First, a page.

This essay examines the connections between art and politics in Middle East arts events in the U.S. since 9/11/2001. It critiques the universalist assumptions about humanity and the agentive capacity of art to build bridges of understanding in contexts of so-called civilizational conflict - assumptions that have strong roots in anthropology. By juxtaposing evidence of how the notion of "humanity" is deployed in exhibitions of Palestinian art with an analysis of the three more predominant types of arts events (historical Islamic art, Sufi arts, and contemporary art by Muslim women), the essay demonstrates how American secular elite discourse on Middle Eastern art corresponds to that of the "War on Terror.".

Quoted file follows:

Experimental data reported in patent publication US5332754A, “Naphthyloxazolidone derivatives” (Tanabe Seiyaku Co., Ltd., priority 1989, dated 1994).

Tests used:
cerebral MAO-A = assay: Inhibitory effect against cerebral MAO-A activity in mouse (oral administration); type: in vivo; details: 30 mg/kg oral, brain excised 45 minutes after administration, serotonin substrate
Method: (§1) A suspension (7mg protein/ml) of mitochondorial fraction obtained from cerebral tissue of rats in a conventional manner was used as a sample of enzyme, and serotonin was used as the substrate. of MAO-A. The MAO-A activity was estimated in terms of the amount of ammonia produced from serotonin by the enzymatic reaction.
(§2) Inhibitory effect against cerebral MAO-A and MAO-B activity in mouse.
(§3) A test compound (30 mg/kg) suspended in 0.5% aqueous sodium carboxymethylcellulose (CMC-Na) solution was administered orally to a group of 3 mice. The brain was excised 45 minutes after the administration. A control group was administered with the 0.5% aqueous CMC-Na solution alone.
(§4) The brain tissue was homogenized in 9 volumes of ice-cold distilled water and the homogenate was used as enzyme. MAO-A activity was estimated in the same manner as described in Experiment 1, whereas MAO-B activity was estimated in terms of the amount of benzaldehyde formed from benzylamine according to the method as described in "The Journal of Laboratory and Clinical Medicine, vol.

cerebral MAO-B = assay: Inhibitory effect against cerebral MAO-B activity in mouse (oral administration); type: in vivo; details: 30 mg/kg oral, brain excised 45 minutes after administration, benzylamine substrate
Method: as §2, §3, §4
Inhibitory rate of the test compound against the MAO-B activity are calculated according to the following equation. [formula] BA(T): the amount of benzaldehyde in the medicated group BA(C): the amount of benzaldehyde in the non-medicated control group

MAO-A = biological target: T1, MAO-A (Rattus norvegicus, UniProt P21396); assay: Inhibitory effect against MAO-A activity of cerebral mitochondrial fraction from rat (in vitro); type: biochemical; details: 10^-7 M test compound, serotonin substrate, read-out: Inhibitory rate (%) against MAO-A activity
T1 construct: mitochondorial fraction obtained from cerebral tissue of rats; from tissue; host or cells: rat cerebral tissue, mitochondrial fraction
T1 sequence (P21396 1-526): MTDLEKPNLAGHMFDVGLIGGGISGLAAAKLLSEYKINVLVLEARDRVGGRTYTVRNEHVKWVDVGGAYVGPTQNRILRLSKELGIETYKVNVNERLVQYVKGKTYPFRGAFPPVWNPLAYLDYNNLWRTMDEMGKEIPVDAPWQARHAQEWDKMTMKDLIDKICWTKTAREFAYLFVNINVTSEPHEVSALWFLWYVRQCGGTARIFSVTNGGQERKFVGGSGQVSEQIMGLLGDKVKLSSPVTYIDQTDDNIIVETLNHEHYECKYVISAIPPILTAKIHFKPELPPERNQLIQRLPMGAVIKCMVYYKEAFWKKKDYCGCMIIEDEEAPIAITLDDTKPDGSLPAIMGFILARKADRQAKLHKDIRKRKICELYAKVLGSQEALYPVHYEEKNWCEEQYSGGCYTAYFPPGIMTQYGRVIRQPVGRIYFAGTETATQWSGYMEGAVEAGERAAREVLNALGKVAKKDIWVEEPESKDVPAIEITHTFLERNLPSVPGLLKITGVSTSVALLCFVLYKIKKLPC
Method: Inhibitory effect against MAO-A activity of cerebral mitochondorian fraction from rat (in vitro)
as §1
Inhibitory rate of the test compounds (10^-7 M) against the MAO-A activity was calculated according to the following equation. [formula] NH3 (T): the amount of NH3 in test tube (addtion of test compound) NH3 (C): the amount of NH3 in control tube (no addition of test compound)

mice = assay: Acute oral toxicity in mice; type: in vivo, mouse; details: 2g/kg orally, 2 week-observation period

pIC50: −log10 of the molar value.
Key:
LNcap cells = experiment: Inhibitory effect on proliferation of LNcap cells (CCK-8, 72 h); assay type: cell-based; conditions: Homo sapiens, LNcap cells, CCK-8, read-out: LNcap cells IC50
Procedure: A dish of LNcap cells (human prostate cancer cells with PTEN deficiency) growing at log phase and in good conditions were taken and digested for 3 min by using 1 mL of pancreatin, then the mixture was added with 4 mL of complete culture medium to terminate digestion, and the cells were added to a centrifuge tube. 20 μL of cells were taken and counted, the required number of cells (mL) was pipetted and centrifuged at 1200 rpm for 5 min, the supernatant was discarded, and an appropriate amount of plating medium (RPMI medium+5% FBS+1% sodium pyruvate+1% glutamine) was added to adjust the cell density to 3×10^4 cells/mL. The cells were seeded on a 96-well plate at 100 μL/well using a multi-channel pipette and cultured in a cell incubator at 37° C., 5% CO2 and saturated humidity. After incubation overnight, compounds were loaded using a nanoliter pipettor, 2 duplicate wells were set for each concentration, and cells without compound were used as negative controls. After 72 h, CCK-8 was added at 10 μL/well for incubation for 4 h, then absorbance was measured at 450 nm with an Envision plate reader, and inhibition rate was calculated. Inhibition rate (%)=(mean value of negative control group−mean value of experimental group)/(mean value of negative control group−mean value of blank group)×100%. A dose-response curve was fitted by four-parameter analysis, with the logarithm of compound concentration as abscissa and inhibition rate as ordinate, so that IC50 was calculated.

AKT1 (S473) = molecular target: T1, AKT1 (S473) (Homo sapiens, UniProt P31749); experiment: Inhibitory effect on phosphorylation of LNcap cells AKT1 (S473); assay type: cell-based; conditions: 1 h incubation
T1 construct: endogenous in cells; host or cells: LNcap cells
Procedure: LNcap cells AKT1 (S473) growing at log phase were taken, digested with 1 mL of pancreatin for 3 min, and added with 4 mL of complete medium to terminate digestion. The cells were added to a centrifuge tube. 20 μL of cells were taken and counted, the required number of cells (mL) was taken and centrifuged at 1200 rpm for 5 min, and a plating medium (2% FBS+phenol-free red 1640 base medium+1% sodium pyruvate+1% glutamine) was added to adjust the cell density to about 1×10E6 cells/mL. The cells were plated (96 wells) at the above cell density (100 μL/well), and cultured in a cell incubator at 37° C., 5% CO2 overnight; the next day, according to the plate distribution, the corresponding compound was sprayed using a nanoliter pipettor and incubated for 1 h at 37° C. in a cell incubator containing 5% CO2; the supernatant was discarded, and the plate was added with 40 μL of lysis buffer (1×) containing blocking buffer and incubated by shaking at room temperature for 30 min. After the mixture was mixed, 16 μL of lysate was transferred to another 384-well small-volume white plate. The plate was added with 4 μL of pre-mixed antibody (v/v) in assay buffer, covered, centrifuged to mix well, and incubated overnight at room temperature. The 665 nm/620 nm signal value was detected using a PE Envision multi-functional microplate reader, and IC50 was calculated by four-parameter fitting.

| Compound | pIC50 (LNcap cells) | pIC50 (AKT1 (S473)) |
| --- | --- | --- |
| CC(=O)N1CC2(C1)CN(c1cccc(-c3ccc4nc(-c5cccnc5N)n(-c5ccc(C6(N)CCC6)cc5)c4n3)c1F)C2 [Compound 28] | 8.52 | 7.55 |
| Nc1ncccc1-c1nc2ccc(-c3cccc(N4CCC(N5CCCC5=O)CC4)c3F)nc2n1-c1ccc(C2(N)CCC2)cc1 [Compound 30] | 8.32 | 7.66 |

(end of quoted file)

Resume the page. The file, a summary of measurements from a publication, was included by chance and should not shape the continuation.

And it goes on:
|Original language||English (US)|
|Number of pages||31|
|State||Published - Jun 1 2008|
- Middle East
- U.S. nationalism
ASJC Scopus subject areas
- Arts and Humanities (miscellaneous)